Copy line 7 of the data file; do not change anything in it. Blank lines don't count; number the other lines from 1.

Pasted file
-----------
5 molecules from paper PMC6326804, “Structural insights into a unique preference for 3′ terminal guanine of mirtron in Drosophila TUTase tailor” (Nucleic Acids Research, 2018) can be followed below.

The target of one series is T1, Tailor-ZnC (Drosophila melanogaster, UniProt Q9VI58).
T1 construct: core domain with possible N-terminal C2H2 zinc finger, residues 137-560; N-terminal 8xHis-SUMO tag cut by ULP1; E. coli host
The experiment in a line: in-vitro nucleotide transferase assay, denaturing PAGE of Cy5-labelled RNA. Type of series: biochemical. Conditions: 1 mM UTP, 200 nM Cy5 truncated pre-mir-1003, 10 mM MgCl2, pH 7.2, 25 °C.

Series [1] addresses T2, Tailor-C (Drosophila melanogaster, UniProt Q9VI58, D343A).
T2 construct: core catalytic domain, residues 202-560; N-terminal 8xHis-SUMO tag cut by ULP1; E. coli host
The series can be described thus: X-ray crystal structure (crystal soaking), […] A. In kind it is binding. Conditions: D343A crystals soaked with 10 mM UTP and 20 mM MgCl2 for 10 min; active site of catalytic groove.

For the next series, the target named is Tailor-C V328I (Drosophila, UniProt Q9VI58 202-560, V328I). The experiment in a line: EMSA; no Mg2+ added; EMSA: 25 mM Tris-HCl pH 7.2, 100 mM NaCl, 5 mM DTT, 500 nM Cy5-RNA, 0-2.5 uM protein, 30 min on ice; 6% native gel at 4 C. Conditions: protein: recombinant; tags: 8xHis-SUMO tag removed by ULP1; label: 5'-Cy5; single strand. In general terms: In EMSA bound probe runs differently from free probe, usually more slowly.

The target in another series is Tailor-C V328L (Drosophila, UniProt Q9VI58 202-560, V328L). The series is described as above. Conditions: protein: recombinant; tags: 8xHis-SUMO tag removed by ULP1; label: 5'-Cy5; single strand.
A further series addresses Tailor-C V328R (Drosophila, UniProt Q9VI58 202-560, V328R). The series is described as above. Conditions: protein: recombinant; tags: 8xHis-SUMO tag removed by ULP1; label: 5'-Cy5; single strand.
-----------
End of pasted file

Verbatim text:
The series can be described thus: X-ray crystal structure (crystal soaking), […] A. In kind it is binding. Conditions: D343A crystals soaked with 10 mM UTP and 20 mM MgCl2 for 10 min; active site of catalytic groove.